W Hummer and M Schweitzer, ‘Article 52’ in Bruno Simma (ed), The Charter of the United Nations: A Commentary (Oxford University Press, 2nd ed, 2002) 684; Lousie Fawcett, ‘The Evolving Architecture of Regionalization’ in Pugh and Singh Sidhu (eds), The United Nations and Regional Security (Lynne Reiner, 2003) 13.
 Hummer and Schweitzer, ibid 813; Bebr, above n 3, 168.
 Hummer and Schweitzer, above n 4, 813.
 For a history of regionalism in the context of the United Nations and the League of Nations, see: 12 United Nations Conference on International Organization (1945) 764-784.
 Speech at the Hague on 7 May 1948: European Navigator, ‘Speech by Winston Churchill’, online: <http://www.ena.lu/europe/pioneering/speech-winston-churchill-hague-1948.htm> (last accessed on 13 April 2007).
 Peter Calvocoressi, World Politics since 1945 (Longman, 6th ed, 1991) 121.
 See Stephen Schlesinger, Act of Creation: the Founding of the United Nations (Westview Press, 2003) 36-44.
 Ibid 176, 178-179.
 Hummer and Schweitzer, above n 4, 814; Michael Akehurst, ‘Enforcement Action by Regional Agencies, with Special Reference to the Organization of American States’ (1967) 42 British Yearbook of International Law 175-177.
 See Alan Henrikson, ‘The United Nations and Regional Organizations: “King-Links” of a “Global Chain”’ (1996) 7 Duke Journal of Comparative and International Law 35.
 Hummer and Schweitzer, above n 4, 815.
 Inis Lothair Claude, Swords into Ploughshares: The Problems and Progress of International Organization (University of London Press, 3rd revised ed, 1964) 106.
 In early practice the SC did not insist on the reporting obligations under this article, essentially making the obligations optional: see Akehurst, above n 12, 183.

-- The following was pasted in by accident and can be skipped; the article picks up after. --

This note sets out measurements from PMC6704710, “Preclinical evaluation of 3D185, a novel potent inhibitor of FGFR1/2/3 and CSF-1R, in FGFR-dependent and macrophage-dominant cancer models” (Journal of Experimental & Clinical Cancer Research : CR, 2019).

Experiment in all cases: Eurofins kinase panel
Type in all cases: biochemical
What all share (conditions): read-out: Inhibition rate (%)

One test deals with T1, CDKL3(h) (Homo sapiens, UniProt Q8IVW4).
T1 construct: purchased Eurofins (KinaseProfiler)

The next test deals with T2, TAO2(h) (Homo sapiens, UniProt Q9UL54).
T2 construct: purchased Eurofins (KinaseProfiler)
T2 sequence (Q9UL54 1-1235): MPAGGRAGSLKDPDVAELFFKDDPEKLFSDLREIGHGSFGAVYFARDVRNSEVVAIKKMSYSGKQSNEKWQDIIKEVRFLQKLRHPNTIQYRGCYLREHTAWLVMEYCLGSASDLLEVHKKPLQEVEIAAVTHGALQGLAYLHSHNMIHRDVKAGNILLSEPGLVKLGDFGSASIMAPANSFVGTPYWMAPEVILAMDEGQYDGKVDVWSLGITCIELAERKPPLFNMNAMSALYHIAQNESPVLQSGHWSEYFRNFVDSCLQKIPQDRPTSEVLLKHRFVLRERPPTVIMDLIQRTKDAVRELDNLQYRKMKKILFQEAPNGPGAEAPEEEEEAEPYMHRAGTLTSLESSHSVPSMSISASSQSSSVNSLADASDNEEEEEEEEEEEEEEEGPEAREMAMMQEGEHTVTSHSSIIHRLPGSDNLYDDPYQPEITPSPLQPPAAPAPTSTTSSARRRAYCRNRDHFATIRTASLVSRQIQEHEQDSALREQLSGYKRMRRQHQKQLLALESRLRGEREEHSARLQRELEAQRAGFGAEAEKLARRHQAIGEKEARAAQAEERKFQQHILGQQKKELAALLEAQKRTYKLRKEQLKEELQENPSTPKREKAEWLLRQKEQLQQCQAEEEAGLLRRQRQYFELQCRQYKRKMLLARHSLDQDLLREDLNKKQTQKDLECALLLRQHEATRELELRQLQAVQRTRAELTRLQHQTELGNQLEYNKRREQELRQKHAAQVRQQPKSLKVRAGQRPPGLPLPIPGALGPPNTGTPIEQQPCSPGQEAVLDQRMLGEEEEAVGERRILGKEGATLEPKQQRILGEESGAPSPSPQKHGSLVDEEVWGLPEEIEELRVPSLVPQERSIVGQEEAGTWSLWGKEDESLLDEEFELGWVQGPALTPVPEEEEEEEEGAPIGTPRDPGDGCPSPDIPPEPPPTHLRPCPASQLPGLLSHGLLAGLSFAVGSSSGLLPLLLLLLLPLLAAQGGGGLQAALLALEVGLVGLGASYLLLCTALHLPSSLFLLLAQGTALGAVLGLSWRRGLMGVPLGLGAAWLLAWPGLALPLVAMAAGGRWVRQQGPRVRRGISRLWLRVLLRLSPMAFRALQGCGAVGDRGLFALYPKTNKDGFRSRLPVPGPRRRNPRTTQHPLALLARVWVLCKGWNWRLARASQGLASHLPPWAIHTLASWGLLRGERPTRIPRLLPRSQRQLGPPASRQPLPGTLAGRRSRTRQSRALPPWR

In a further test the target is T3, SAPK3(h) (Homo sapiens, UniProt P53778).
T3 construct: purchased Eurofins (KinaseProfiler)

Fawcett in Pugh and Sidhu, above n 4, 13; Christoph Schreuer, ‘Regionalism v Universalism’ (1995) 6 European Journal of International Law 489-498.
 See Bebr, above n 3, for discussion of the various positions that were voiced, 170-173.
 Philippe Sands and Pierre Klein, Bowett’s Law of International Institutions (Sweet and Maxwell, 2001) 151-152; Christine Gray, ‘The Use of Force and the International Legal Order’ in Evans (ed) International Law (Oxford University Press, 2nd ed, 2006) 615-616.
 Robert Jennings ‘Universal International Law in a Multicultural World’ in Bos and Brownlie (eds), Liber Amicorum for the Rt Hon Lord Wilberforce (Oxford University Press, 1987) 41-42.
 Parley W Newman, ‘Regionalism in Developing Areas: United Nations Regional Economic Commissions and Their Relations with Regional Organizations’ in Berhanykun Andemicael (ed), Regionalism and the United Nations (Oceana, 1979) 339.
 Ernst Haas, ‘The United Nations and Regionalism’ (1970) 3 International Relations 796-797.
 David Freestone, ‘The Road to Rio’, Josephine Onoh Memorial Lecture (University of Hull Press, 1994) 8-9.
 GA Res 47/52[G], General and Complete Disarmament, UN GAOR, 47th sess, 81st plen mtg, UN Doc A/Res/47/52 (1992). Also GA Res 58/43, Confidence Building Measures in the Regional and Subregional Context, UN GAOR, 58th sess, 71st plen mtg, UN Doc A/Res/58/43 (2003).
 GA Res 46/145, Regional Economic Integration among Developing Countries, UN GAOR, 46th sess, 76th plen mtg, UN Doc A/Res/46/145 (1991).
 GA Res 49/57, Declaration on the Enhancement of Cooperation between the United Nations and Regional Arrangements or Agencies in the Maintenance of International Peace and Security, UN GAOR, 49th sess, 84th plen mtg, UN Doc A/Res/49/57 (1994).
 See generally, A More Secure World: Our Shared Responsibility, Report of the Secretary-General’s High Level Panel on Threats, Challenges and Change, UN Doc A/59/565 (2004).
 A More Secure World: Our Shared Responsibility, ibid para 272.
 UN General Assembly, 2005 World Summit Outcome, UN Doc A/60/L (2005), para 170.
 For example, see SC Res 1631, UN SCOR, 5282nd mtg, UN Doc S/Res/1631 (2005); Report of the Secretary General, A Regional-Global Security Partnership: Challenges and Opportunities, UN Doc S/2006/590 (2006). This shift to concentrating on capabilities and capacity has also been recognised by the International Law Commission’s Study Group on the Fragmentation of International Law, Report of the Study Group on Fragmentation of International Law: Difficulties Arising from the Diversification and Expansion of International Law, UN Doc A/CN.4/L.633/Rev.1 (2004), para 61.